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Death of Wallaby Mick Barry latest in spate of drownings


Former Wallaby and Queensland Reds rugby union player Mick Barry, who famously made his international debut during the controversial 1971 anti-apartheid protest-riddled Springbok tour to Australia, has drowned after being caught in a rip off Currumbin Beach at the Gold Coast.

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The retired ear, nose and throat specialist, 77, was one of six early morning swimmers from the Currumbin swimming group known as the Dingos who were caught in the rip at 5.45am Friday. He was pulled from the water by his friends who realised Barry was not among the group who made it back to shore.

“They realised that the male who died this morning was still struggling so they went back in the water and they pulled him in too,” a Gold Coast police spokesman said. “While they were pulling him in to the beach he suffered a medical episode. His friends and the ambulance attempted to give him CPR, but he was unable to be revived and passed away on the beach.”

Barry, a Marist Brothers graduate who played his club rugby at Brothers, made his first appearance for Queensland in 1966 against New South Wales and was captain for the Junior Wallabies in 1971.

Barry won his first test cap in 1971 at halfback alongside fellow southern Gold Coast local, Geoff Richardson, in the 3rd Test against the touring South Africans at the Sydney Cricket Ground.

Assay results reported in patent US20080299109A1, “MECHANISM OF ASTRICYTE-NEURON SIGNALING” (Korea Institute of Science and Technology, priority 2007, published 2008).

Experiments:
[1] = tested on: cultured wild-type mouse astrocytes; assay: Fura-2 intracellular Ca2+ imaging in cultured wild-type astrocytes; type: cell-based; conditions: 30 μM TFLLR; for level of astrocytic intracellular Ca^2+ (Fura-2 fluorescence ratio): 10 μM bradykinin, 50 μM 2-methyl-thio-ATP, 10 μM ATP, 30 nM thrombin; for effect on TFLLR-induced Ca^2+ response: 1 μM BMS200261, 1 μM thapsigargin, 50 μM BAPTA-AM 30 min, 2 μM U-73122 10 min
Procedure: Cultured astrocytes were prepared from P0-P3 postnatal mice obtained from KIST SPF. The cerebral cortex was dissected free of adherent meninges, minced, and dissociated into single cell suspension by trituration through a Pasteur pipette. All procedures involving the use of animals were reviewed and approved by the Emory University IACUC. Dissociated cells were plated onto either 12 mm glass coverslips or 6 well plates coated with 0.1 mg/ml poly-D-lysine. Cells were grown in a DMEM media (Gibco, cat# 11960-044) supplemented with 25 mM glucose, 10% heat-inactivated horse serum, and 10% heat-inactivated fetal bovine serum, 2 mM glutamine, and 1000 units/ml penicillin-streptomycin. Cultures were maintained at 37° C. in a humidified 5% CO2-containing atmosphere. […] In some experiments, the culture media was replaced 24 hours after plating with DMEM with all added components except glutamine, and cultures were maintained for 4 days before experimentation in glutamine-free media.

Barry’s tragic drowning at Currumbin comes as the number of drowning deaths on Australian beaches, particularly among men, continues to climb.

Last month, emergency crews were called to Main Beach on the Gold Coast after a man almost drowned.

A teenage boy narrowly avoided drowning after he ran into trouble while swimming at Bilinga, also on the southern Gold Coast, in August. In 2019-2020 there were 125 coastal and ocean drowning deaths recorded on the Australian coast.

The Surf Life Saving Australia figures for the 12 months to 1 July 2020 represent a 2.5 per cent increase in coastal drowning deaths compared to the previous year, and sit above the 16-year average of 112.

It is the highest number of coastal drowning deaths since 2015-2016 and the fourth-highest number recorded in SLSA’s 16 years of data collection and reporting.

Men are over-represented in drowning statistics, making up 86 per cent of coastal drowning deaths.

Surf Life Saving Queensland recently enlisted the help of Maroons Origin stars in a new campaign this summer warning men aged over 50 were most at risk of drowning at beaches.

SLSQ data shows of the 11 drowning deaths that occurred at Queensland beaches last season, five were Australian men over the age of 50.

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